Zenescope Entertainment, the home of Grimm Fairy Tales, are now presenting their own unique take on Rudyard Kipling’s famous story The Jungle Book. Here’s their write up on it: “The new five-issue miniseries will follow Mowglii, a young girl raised by wolves who finds herself in the middle of what the animals call The Great Animal Battle. Mowglii must learn her place in the jungle and fight for survival against many exotic beasts. But she is not the only human in this jungle island. Three other children have been raised by different animal tribes: Bomani grows up in the tiger tribe that is led by the conniving Shere Kahn, Akili learned the ways of the jungle from the mischievous Tavi mongoose tribe, and Dewan comes of age within the unpredictable Monkeys of Bandar Log, which is led by the insane King Bandar Louis. Mowglii and the rest of the human cubs play key roles in the ongoing Great Animal Battle of Kipling Isle as they approach adulthood.” The series is written by Mark L. Miller and illustrated in full color by Carles Granda, with variant wraparound covers available from Ale Garza and Mike DeBalfo. Look for it in March.
It all started with Buffy, the Vampire Slayer in 1992. Or did it? It presumably took a few years for the popularity of the movie, the 1997 Buffy TV series, its spinoff Angel, and all of their authorized merchandising calendars, CD soundtracks, cell phones, clothing, comic books, etc., to reach pop culture critical mass.
In 2007, I was asked to review the first four paperback novels in a series about Kitty Norville, a midnight radio talk hostess who is also a werewolf; and the various handsome vampires, werewolves, sorcerers, and “normal” human assassins [!] who come into her life.
This was my introduction to the paranormal romance genre. It seemed like around 2005, every paperback publishing company had started an annual series by a female author about a mid- or late-twenties woman who gets involved with sexy male supernaturals, usually vampires. Undead and Unwed; Tall, Dark & Dead; Bitten & Smitten; Love Bites; Sex and the Single Vampire; Magic and the Modern Girl, and How to Marry a Millionaire Vampire are some typical titles.
A couple of years ago, the paranormal romance spread to novels for adolescent girls. The difference is that the protagonists are teenagers or young-twenties with raging hormones, who either are or get involved with shapeshifters who turn into superficially ferocious but really gentle (to them) fuzzy animals. Cases in point: the Kindle-published Serengeti Shifters series, by Vivi Andrews, featuring hot young lion shapeshifters (“Warning: This book contains sizzling heat, adult language, no-holds-barred cat fights, and hot shifter lovin’ with an alpha male who takes inspired leadership all the way to the bedroom.” -- four novels so far), and the Granite Lake Wolves, by Vivian Arend, starring lusty young werewolves (also four books).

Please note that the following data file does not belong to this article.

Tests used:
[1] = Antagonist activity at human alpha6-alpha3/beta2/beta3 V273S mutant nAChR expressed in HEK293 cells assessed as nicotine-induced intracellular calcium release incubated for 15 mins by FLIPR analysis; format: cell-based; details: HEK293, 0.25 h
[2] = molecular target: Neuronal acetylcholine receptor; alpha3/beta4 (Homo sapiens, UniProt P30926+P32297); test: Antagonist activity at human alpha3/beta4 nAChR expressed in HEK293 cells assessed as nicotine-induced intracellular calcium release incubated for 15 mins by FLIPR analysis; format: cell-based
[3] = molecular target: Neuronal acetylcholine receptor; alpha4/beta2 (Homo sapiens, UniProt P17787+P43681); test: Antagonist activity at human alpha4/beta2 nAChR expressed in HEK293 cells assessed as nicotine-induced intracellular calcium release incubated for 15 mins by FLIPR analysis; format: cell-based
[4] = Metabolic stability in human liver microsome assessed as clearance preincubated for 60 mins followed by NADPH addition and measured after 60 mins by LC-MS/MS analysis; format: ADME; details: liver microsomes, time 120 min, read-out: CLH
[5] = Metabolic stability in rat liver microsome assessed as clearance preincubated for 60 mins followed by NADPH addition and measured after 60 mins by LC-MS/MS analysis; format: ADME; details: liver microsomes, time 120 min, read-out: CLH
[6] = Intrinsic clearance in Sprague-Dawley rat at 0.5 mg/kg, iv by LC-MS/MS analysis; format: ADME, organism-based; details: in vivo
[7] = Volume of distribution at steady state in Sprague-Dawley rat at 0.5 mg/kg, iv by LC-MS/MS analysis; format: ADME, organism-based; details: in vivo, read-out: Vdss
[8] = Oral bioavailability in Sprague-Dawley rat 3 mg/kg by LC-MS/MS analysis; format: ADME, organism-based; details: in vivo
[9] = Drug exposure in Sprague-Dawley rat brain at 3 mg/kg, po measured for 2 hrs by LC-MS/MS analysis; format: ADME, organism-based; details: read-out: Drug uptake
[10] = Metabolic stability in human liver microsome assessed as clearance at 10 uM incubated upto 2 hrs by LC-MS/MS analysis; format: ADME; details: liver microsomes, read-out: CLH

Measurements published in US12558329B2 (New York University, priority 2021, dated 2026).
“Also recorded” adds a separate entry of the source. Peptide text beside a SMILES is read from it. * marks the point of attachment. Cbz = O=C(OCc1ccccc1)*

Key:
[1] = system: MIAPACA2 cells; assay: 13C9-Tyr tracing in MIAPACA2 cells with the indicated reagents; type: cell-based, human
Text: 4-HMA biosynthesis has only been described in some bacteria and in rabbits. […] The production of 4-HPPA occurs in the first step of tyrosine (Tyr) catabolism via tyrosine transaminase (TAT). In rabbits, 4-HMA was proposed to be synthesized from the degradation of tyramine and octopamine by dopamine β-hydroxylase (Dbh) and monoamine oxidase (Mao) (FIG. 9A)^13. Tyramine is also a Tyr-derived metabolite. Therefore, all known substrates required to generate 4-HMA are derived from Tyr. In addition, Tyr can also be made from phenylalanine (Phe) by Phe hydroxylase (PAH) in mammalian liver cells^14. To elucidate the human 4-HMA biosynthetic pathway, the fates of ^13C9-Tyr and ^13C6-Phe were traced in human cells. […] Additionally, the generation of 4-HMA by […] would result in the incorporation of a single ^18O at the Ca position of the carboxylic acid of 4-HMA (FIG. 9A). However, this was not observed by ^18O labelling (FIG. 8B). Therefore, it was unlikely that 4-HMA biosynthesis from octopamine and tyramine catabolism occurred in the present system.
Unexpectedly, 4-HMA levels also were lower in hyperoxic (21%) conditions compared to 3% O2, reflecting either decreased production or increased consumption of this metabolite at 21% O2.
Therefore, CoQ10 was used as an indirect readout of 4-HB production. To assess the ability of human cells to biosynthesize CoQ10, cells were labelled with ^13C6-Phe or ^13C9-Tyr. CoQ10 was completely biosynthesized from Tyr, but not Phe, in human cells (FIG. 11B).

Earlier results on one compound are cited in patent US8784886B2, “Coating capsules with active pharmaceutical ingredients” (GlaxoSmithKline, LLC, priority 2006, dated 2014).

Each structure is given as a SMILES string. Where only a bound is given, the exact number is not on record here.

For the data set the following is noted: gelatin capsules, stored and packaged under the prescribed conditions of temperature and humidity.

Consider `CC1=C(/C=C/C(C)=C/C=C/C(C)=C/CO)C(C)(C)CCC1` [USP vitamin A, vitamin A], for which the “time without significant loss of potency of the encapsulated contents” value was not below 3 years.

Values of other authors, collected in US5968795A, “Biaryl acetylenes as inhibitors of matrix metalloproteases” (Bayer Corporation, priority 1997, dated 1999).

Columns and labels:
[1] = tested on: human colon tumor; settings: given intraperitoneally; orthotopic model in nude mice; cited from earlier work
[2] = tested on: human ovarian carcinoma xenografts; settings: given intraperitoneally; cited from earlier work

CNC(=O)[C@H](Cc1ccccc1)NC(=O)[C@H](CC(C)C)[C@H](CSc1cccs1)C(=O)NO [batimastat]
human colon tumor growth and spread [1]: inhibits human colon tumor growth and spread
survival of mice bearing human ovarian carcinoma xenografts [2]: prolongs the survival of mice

Tiger’s Curse (January 2011, hardcover $17.95 (402 [+ 31] pages); audio CD $18.24)
Tiger’s Quest (June 2011, hardcover $17.95 (479 [+ 5] pages), audio CD $18.99)
Covers by Katrina Damkoehler; art by Cliff Nielsen. NYC, Sterling Publishing Co./Splinter.
I wasn’t as proactive as I thought I would be, and I’m pretty sure I missed a couple posted during the first of September, so apologies there. Otherwise, here was last month’s Newsbytes.
A photoarticle in Wired.com says there are an estimated 4,500 to 7,500 wild snow leopards left in the Central Asian mountains. This is more than the number of tigers left in the wild, which is estimated to be only about 3,200.
BBC News reports that two liger cubs, the offspring of a male lion and a female tiger, are being nursed by a dog at the Xixiakou Wildlife Zoo in China after the cubs' mother stopped feeding them. The ligers are very rare and are believed to only result from matings in captivity.
Residents of the village of Hedge End, in southern England, called police after spotting a white tiger in a field near a local golf course. Armed officers and a police helicopter responded, along with staff from nearby Marwell Zoo.
As the police on the ground approached the tiger, they saw that it was not moving, and themal imaging equipment in the helicopter showed no body heat. At that point, the downdraft from the 'copter caused the tiger to roll over, and police realised they were stalking a life-size plush toy.
Police later commented, "It is being treated as lost property but we don't know how it came to be in the field and whether it may have been a hoax."
The BBC celebrates the successes of the Russian Tiger Response Team, while noting that a cull is not likely to be successful in the case of the white-nosed bats.
The WWF estimates there are currently only approximately 3,200 tigers alive in the wild, compared to nearly 100,000 a century ago. Three tiger subspecies, the Bali, Javan, and Caspian, are already extinct.
The main reasons for the decline in wild tiger populations are poaching and habitat loss. The 2022 date is only for wild tigers; there are currently more tigers estimated to live in U.S. zoos than in their native, wild habitat.
Creating a feline character? You might want to decide on their habitat before picking a coat.
[...] cats living in dense habitats, in the trees, and active at low light levels, are the most likely to be patterned.
The researchers admitted that this rule did not explain the coat of cheetahs, who have evolved spots despite a preference for open plains.
The team discounted suggestions that coat patterns in big cats were linked to social hierarchy or gender, as they did not differ significantly between such individuals. Their paper, Why the leopard got its spots, was published in Proceedings of the Royal Society B.